According to neutron scattering analysis, P3HT:PCBM blends have been described as “rivers" (P3HT" interrupted by “streams” (PCBM regions).[22]

Solvent effects[edit]

Conditions for spin coating and evaporation affect device efficiency.[23][24] Solvent and additives influence donor-acceptor morphology.[25] Additives slow down evaporation, leading to more crystalline polymers and thus improved hole conductivities and efficiencies. Typical additives include 1,8-octanedithiol, ortho-dichlorobenzene, 1,8-diiodooctane (DIO), and nitrobenzene.[13][26][27][28] The DIO effect was attributed to the selective solubilization of the PCBM component. Additives can also lead to big increases in efficiency for polymers.[29] For HXS-1/PCBM solar cells, the effect was correlated with charge generation, transport and shelf-stability.[30] Other polymers such as PTTBO also benefit significantly from DIO, achieving PCE values of more than 5% from around 3.7% without the additive.

Small differences in polymer structure can also lead to significant changes in crystal packing that inevitably affect device morphology. PCPDTBT differs from PSBTBT caused by the difference in bridging atom between the two polymers (C vs. Si), which implies that better morphologies are achievable with PCPDTBT:PCBM solar cells containing additives as opposed to the Si system which achieves good morphologies without help from additional substances.[31]

Self-assembled cells[edit]

Supramolecular chemistry was investigated, using donor and acceptor molecules that assemble upon spin casting and heating. Most supramolecular assemblies employ small molecules.[32][33] Donor and acceptor domains in a tubular structure appear ideal for organic solar cells.[34]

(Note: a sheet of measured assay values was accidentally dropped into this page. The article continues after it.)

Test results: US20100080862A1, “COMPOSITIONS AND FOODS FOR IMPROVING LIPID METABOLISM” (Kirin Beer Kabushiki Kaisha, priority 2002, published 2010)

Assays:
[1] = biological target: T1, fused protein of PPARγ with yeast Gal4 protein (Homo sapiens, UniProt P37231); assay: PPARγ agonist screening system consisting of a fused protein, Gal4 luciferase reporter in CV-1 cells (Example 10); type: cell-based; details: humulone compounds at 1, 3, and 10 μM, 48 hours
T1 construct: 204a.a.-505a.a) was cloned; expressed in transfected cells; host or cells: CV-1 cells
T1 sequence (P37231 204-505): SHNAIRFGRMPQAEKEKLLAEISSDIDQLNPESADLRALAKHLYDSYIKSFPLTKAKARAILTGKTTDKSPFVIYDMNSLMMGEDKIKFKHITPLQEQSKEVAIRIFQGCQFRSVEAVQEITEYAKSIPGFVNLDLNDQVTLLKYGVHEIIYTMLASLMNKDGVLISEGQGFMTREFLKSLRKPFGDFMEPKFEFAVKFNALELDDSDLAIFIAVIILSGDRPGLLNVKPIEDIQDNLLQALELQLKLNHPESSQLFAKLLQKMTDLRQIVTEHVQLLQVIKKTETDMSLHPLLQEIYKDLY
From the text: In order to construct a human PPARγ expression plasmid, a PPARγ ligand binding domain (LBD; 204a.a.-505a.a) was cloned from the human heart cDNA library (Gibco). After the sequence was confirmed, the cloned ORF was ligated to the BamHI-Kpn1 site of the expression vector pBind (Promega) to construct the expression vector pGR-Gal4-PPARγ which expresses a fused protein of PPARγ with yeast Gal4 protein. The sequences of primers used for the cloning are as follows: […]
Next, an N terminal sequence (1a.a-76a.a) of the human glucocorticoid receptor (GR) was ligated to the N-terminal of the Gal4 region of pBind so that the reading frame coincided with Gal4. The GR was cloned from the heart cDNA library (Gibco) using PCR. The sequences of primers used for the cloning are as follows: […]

Diblock polymers containing fullerene yield stable organic solar cells upon thermal annealing.[35] Solar cells with pre-designed morphologies resulted when appropriate supramolecular interactions are introduced.[36]

Progress on BCPs containing polythiophene derivatives yield solar cells that assemble into well defined networks.[37] This system exhibits a PCE of 2.04%. Hydrogen bonding guides the morphology.

Device efficiency based on co-polymer approaches have yet to cross the 2% barrier, whereas bulk-heterojunction devices exhibit efficiencies >7% in single junction configurations.[38]

Fullerene-grafted rod-coil block copolymers have been used to study domain organization.[39]

Supramolecular approaches to organic solar cells provide understanding about the macromolecular forces that drive domain separation.

Infrared polymer cells[edit]